The aphorism was first used by Friedrich Nietzsche in his 1880s work Thus Spoke Zarathustra (original German Nichts ist wahr, Alles ist erlaubt). Like Crowley‘s “‘Do what thou wilt’ shall be the whole of the law“, this phrase is often interpreted in its most literal sense to mean that objective reality does not exist (see relativism) and therefore that free will is unlimited. However, “Nothing is True and Everything is Permitted” is more widely interpreted to mean “there is no such thing as an objective truth outside of our perception; therefore, all things are true and possible”. It is a basic tenet in chaos magic and a core concept in discordianism and pirate utopias.

The aphorism is mentioned in the 1938 novel Alamut and in William Burroughs’s novel Cities of the Red Night. It is used as a credo on Axiom, Bill Laswell’s record label and alluded to in the title of Isis’s album In the Absence of Truth. Brion Gysin‘s biography is titled Nothing Is True – Everything Is Permitted: The Life of Brion Gysin.

P. S. Surya notes in his biography of Bataille that the phrase “nothing is true” originates with Dostoevski. There could be some truth in that since Dostoevski was born 20 years before Nietzsche.

“Sex Without Stress” is WMC #288

http://www.youtube.com/watch?v=6OtuZjBc_H0

Sex Without Stress” by the Au Pairs

It’s been a while since I’ve done one of these. As I explained, I now do music on Facebook almost exclusively (join me there at Jan Geerinck with a brief note).

It’s been so long that I need to explain what WMC stands for: World music classics is an ongoing series of World Music Classics.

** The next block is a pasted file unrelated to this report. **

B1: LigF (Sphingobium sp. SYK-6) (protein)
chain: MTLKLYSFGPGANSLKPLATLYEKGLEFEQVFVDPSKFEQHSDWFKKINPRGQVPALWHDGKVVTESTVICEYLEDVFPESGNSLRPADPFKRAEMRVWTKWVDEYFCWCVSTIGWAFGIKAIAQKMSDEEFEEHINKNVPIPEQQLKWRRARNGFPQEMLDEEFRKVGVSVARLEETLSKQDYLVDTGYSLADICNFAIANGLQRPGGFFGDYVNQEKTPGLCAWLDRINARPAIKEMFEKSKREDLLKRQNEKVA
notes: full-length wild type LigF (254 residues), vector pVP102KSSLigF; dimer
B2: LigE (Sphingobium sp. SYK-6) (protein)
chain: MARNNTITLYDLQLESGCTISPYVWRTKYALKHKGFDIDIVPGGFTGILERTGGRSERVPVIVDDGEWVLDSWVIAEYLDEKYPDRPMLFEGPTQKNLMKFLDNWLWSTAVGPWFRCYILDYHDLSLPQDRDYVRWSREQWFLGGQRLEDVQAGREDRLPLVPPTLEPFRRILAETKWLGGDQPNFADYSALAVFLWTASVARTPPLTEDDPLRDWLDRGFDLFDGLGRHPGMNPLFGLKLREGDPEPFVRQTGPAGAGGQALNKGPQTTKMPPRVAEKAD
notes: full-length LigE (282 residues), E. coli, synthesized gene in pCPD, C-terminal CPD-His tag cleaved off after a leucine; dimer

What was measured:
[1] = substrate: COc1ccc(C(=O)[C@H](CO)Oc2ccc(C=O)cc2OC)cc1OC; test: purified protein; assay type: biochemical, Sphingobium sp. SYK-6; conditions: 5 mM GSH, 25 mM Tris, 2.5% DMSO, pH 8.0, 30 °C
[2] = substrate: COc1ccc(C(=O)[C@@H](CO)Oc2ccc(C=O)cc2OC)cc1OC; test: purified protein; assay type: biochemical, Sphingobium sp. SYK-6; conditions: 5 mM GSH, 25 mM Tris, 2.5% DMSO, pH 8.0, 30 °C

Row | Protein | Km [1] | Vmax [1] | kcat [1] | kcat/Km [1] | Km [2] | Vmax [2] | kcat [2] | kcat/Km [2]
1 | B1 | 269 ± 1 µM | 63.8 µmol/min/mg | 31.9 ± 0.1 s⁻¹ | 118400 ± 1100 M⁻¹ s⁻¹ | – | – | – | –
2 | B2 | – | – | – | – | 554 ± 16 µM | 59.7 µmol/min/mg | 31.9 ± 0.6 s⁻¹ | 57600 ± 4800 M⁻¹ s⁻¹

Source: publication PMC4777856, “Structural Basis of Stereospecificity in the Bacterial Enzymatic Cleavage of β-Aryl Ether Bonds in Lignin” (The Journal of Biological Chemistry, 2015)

It had been a while since I’d heard “Sex Without Stress” by the Au Pairs.

Sex Without Stress” is a musical composition by the British post-punk band the Au Pairs first released in 1982. It was also released on their album Sense and Sensuality. The song is also featured on Stepping Out of Line: The Anthology.

From the lyrics:

“Would you like to express
your sex without stress?
Would you like to discover
physical conversations of different kinds?”

The Au Pairs were a post-punk band who formed in Birmingham in 1979. Musically they were very similar to bands such as Ludus, Gang of Four and the Delta 5. That is, the rhythm section was tight and funky (obvious influences were James Brown and Funkadelic), but the guitars were light and “scratchy” (like Subway Sect). All these bands shared a strongly left wing social outlook, but the Au Pairs stood out due to their frontwoman, Lesley Woods, being an outspoken feminist and lesbian: the band were greatly influential in this respect on the riot grrrl movement a decade later. Music historian Gillian G. Gaar noted in her history of women in rock (She’s A Rebel: The History of Women In Rock & Roll) that the band mingled male and female musicians in a revolutionary collaborative way as part of its outspoken explorations of sexual politics.

André Pieyre de Mandiargues @100

Yesterday would have been André Pieyre de Mandiargues‘s 100th birthday, had he not died in 1991.

Some quick finds:

Les Incongruités Monumentales by André Pieyre de Mandiargues by you.

Les Incongruités monumentales, Robert Laffont, 1948.

The Devil's Kisses, anthology edited by Linda Lovecraft

Featuring his story “The Diamond”Catelogue of Bellmer engravings prefaced by Les Incongruités Monumentales by André Pieyre de Mandiargues

Prefaced by Mandiargues

Le Merveilleux by Les Incongruités Monumentales by André Pieyre de Mandiargues

Arcimboldo le merveilleux, Robert Laffont, 1977.